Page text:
Statement by the Euro-Atlantic Security Leadership Group (EASLG) < br>Support for Cooperation among Governments to Address Cyber Threats to Nuclear Weapons Systems

Consequences of intelligent progress

Russian nuclear weapons are not intended for limited use, so the consequences of their use may very well be apocalyptic.

Machine learning, autonomy, and AI in a broad sense contribute to the survival, accuracy, and surmounting of missile defense systems, which makes them a promising focus for ​​military development. It seems that the enhancement of the corresponding features will help strengthen strategic stability, which, the Russian Ministry of Foreign Affairs believes, is based on the ability to strike at the enemy and assure retaliation.

However, technological progress, particularly in military affairs, is traditionally accompanied by the emergence of new threats, and also fuels security dilemmas in relations between various actors. The new capabilities of a potential adversary are always assessed both as a potential threat and as something that can be reproduced to resolve one’s own problems.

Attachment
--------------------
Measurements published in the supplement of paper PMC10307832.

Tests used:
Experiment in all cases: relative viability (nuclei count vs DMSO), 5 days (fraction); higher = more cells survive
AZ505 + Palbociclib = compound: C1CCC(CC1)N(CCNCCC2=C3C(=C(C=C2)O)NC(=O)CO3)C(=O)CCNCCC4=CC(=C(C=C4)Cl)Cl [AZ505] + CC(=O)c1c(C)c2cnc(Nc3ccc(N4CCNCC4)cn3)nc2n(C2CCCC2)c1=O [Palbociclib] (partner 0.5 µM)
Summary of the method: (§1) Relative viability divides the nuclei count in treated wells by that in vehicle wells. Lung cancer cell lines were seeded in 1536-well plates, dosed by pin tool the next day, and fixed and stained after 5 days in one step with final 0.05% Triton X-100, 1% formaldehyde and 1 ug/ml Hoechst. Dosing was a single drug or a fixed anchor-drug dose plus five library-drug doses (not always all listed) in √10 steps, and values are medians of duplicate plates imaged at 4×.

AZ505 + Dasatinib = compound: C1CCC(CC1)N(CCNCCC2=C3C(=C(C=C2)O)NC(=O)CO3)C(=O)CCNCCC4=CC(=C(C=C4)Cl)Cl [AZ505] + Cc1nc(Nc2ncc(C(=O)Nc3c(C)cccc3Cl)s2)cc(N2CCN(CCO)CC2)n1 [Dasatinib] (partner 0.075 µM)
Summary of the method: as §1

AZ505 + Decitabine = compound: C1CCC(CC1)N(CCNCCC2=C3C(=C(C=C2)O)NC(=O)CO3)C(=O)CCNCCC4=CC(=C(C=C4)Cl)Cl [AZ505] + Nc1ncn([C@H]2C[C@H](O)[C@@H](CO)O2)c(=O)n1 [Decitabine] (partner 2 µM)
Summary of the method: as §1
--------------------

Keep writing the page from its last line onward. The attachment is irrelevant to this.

Regional and global partners, as well as potential adversaries, need regular assessments of Russia’s nuclear potential. They may make mistakes that affect the perception of the threat. In order to avoid such mistakes with far-reaching consequences, the modernization of nuclear forces and nuclear doctrines should be a constant topic of bilateral and multilateral discussions and consultations.

As a component of missile guidance, interceptor missiles, and other systems as well as a means of supporting decision-making, IIMA is a reality of the current times. This is one of the main focuses of scientific and technological progress in general. Thus, the endless battle of “shield and sword” is becoming more intelligent and automated.

[i] “Model for the automated material support control system for military units and formations of the Strategic Missile Forces amidst the development of the material and technical support system of the Armed Forces of the Russian Federation”, A.V. Isayev, V.I. Filatov, V.N. Fyodorov, and A.V. Grevtsov, “Science and Military Security” 3 (3) 2015, p. 59 (In Russian).

[ii] “Model for determining the significance and calculating the weight coefficients of diagnostic features for predicting the residual life of a complex technical system with uneven resource development”, O.V. Gaivoronsky, D.N. Kartunin, and I.A. Voytsekhovsky, XLII Academic Readings on Astronautics, abstracts collection (2018), p. 262 (In Russian).